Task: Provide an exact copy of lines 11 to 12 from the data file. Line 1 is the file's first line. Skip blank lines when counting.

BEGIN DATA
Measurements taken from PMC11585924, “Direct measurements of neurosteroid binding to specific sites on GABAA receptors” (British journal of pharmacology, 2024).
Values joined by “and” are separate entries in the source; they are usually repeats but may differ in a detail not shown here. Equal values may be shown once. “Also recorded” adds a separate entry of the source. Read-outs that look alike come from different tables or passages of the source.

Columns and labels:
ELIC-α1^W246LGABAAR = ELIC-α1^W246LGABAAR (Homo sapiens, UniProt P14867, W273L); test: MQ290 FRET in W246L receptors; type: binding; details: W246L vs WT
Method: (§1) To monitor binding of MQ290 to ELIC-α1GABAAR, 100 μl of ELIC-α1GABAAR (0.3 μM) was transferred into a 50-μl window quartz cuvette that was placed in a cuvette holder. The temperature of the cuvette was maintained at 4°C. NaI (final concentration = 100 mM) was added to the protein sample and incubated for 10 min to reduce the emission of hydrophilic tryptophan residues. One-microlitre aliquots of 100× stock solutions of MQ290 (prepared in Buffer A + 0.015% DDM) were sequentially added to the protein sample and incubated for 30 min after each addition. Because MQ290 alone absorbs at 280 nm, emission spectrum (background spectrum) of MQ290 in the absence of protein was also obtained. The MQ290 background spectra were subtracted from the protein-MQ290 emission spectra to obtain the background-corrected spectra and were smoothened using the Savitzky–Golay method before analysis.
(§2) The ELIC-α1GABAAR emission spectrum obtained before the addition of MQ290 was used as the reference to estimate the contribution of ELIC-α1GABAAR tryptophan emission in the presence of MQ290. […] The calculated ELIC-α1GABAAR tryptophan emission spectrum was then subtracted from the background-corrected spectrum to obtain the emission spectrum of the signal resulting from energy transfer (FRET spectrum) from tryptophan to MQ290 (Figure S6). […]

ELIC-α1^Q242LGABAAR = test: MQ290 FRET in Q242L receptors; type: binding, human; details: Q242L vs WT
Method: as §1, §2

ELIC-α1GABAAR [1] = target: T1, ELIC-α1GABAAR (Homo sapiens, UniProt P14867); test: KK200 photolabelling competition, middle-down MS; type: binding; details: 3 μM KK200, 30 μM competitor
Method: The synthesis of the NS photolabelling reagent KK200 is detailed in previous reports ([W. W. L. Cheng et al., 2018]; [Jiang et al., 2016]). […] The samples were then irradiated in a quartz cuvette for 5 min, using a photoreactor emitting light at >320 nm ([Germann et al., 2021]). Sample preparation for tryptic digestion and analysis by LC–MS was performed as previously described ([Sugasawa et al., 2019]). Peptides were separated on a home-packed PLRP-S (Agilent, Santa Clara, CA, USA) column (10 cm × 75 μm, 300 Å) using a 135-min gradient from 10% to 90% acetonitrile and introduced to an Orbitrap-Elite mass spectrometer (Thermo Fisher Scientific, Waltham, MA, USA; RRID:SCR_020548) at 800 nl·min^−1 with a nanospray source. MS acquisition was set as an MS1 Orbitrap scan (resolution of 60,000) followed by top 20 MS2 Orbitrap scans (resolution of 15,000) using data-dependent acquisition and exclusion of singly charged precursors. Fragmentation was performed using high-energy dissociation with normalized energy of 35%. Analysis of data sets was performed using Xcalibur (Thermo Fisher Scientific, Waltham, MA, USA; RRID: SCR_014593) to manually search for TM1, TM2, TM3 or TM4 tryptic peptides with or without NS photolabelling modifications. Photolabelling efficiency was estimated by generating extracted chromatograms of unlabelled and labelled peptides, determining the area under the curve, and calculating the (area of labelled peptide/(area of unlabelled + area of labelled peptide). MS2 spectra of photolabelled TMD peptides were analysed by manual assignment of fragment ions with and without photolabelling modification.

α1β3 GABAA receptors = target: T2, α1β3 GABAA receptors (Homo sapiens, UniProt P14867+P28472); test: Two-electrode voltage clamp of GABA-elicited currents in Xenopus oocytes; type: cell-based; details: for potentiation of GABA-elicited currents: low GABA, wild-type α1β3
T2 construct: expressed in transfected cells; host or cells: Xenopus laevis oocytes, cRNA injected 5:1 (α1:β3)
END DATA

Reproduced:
α1β3 GABAA receptors = target: T2, α1β3 GABAA receptors (Homo sapiens, UniProt P14867+P28472); test: Two-electrode voltage clamp of GABA-elicited currents in Xenopus oocytes; type: cell-based; details: for potentiation of GABA-elicited currents: low GABA, wild-type α1β3
T2 construct: expressed in transfected cells; host or cells: Xenopus laevis oocytes, cRNA injected 5:1 (α1:β3)